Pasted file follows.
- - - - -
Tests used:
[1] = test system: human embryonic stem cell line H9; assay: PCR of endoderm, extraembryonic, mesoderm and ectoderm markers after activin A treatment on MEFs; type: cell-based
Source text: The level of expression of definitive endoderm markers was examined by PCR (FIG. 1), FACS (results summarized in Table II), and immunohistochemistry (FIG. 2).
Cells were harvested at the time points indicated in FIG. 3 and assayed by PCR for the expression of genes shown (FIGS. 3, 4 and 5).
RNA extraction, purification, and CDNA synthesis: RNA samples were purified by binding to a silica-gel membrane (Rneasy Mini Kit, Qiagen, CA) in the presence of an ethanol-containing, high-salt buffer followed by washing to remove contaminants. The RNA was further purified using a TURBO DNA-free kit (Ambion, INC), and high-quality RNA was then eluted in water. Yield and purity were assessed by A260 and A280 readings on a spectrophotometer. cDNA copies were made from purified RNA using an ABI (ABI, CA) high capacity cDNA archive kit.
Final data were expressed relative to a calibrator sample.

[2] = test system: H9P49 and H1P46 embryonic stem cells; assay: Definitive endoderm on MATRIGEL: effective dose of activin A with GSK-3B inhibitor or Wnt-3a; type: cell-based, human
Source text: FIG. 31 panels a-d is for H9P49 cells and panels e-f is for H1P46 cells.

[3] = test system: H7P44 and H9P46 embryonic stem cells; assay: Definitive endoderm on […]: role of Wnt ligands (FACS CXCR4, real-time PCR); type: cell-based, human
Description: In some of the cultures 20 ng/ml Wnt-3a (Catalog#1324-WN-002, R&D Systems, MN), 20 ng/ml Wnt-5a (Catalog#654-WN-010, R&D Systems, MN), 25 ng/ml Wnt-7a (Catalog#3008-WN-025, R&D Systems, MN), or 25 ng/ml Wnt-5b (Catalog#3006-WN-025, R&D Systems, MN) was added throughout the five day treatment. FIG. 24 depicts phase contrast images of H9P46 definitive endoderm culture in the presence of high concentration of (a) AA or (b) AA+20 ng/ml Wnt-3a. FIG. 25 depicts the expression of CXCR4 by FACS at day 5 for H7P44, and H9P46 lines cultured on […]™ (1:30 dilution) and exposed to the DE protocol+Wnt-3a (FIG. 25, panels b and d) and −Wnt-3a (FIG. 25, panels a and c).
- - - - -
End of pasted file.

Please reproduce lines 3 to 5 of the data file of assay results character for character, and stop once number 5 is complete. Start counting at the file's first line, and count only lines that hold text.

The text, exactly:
Source text: The level of expression of definitive endoderm markers was examined by PCR (FIG. 1), FACS (results summarized in Table II), and immunohistochemistry (FIG. 2).
Cells were harvested at the time points indicated in FIG. 3 and assayed by PCR for the expression of genes shown (FIGS. 3, 4 and 5).
RNA extraction, purification, and CDNA synthesis: RNA samples were purified by binding to a silica-gel membrane (Rneasy Mini Kit, Qiagen, CA) in the presence of an ethanol-containing, high-salt buffer followed by washing to remove contaminants. The RNA was further purified using a TURBO DNA-free kit (Ambion, INC), and high-quality RNA was then eluted in water. Yield and purity were assessed by A260 and A280 readings on a spectrophotometer. cDNA copies were made from purified RNA using an ABI (ABI, CA) high capacity cDNA archive kit.